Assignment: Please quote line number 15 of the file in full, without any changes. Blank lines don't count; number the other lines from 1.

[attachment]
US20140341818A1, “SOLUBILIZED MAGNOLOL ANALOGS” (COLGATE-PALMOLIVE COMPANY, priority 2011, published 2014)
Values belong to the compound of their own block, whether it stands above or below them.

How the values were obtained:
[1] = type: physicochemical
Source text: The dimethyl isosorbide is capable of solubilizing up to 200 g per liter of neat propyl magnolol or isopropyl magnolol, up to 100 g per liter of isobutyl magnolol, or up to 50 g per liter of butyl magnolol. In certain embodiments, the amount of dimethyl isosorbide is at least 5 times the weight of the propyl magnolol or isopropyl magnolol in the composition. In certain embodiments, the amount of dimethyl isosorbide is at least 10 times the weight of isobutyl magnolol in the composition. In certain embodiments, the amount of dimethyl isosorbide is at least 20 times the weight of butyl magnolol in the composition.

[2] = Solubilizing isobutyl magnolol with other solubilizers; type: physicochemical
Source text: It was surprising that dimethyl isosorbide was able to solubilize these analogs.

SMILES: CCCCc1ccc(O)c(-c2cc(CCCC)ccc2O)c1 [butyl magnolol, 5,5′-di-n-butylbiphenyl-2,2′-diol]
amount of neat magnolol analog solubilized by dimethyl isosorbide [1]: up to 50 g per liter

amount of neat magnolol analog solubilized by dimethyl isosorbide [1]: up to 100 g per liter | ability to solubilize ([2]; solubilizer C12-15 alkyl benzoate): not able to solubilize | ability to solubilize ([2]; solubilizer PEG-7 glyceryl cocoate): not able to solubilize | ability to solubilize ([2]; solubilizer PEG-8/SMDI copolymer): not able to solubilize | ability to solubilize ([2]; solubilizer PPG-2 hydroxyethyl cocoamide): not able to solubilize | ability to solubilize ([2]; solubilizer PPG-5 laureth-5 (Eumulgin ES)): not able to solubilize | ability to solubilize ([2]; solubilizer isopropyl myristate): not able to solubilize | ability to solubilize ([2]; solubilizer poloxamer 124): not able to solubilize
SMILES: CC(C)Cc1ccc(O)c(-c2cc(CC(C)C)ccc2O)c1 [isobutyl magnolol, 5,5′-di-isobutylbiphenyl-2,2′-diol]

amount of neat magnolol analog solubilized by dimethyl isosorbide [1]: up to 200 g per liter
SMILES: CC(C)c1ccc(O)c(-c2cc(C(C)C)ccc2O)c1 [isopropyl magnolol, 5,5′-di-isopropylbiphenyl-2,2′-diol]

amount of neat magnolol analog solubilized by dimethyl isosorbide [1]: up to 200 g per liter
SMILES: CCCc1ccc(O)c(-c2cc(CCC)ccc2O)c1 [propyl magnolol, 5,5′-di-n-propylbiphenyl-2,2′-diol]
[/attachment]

SMILES: CCCc1ccc(O)c(-c2cc(CCC)ccc2O)c1 [propyl magnolol, 5,5′-di-n-propylbiphenyl-2,2′-diol]